Reviews provided by Syndetics
Library Journal Review
Though facing retirement, Father Tim Kavanagh hasn't slowed down one bit since his appearance in These High, Green Hills (Viking, 1996). Racing from one good deed to another, Father Timothy takes in stray sick folk, finds an abandoned child, and helps his favorite baker write a winning jingle. A mayoral race pitting the long-time mayor Esther Cunningham against the possibly corrupt Mack Stroupe makes for some colorful sparring. Father Timothy applies his own unique, time-honored method of intuition, prayer, or dietary indulgence to a multitude of problems big and small. His late-in-life marriage to Cynthia continues to be a blessing readers will feel privileged to share. Distinguished by their rare tone of kindness, Karon's Mitford novels create instant warmth and coziness. Out to Canaan continues in this spirit, offering comedy and consolation to all. For most fiction collections. [Previewed in Prepub Alert, LJ 2/1/97.]Keddy Ann Outlaw, Harris Cty. P.L., Houston, Tex. (c) Copyright 2010. Library Journals LLC, a wholly owned subsidiary of Media Source, Inc. No redistribution permitted.
Publishers Weekly Review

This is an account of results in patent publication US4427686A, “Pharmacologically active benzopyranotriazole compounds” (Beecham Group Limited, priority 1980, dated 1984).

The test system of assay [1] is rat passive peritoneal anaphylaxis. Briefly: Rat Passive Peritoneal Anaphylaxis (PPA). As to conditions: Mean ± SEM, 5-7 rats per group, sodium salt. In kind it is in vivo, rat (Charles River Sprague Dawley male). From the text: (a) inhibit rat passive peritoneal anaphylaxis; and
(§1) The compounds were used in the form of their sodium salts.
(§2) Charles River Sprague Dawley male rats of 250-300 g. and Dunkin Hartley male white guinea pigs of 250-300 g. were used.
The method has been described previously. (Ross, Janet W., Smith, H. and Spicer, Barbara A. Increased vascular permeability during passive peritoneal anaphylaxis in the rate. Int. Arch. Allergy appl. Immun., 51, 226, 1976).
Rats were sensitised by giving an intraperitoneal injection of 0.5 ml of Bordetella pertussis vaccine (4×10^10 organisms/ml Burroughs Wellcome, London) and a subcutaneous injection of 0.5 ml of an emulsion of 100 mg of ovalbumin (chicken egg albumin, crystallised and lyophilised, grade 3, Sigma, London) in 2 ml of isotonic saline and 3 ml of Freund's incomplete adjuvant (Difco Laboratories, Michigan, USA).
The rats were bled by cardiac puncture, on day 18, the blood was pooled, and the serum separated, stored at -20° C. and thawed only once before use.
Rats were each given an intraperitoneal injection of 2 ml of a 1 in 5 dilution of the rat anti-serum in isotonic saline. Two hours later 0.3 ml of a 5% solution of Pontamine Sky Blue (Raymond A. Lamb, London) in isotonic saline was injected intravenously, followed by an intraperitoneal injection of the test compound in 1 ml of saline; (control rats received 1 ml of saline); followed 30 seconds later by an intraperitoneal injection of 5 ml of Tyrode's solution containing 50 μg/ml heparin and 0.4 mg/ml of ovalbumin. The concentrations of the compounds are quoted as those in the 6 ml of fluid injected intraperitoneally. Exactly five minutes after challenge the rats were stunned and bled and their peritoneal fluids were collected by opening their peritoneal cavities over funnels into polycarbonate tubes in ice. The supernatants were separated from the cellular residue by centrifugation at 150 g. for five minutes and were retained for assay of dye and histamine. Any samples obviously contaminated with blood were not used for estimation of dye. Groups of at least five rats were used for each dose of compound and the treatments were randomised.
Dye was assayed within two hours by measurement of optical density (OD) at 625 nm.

In this fourth book of the Mitford Years series (following At Home with Mitford, A Light in the Window and These High, Green Hills), Karon continues to develop her Heartland of America town. The plot deals with the mayoral race between long-time incumbent Esther Cunningham and newcomer Mack Stroupe. As the two race neck-and-neck for the finish line, the microcosmic Mitford world teems with the small triumphs and crises of Southern rural life. Father Timothy Kavanagh, rector of the Chapel of Our Lord and Savior, his wife, Cynthia, and their young charge, Dooley Barlowe, balance a family life that includes his impending retirement, her Primrose Tea and Dooley's budding interest in the opposite sex. In this church-going community, these and similar concerns share equal billing in civic gossip, centering on Stroupe's plans for development and the ads the locals take out in the town paper in support of Cunningham. But greater than the political reality in Mitford is the Canaan referred to in the titleThe Promised Land. With a belief in God's Providence and a sly sense of humor (one character notes that now Abraham's 600-mile trip to Canaan would require four visas), Mitford navigates by a sort of pre-Enlightenment historical compass. Significantly, from the novel's introductory chit-chat about flowers frozen in a cold snap to the announcement of the mayoral tie at the end, old Miss Rose Watson mishears everything that's saidbut, in Mitford, does the temporal world really matter? Using an off-handed solution that would shock serious devotees of American politics, the Mitfordites break the electoral stalemate, then turn with relief to their alternate reality of such effortless natural cohesion that, in retrospect, politics seems a mere afterthought, grist for the insatiable rumor mill. Though she makes no attempt to suggest the full scope of the human condition, Karon's devoted readers will undoubtedly adore another upbeat visit to her idealized and endearing corner of America.(May) (c) Copyright PWxyz, LLC. All rights reserved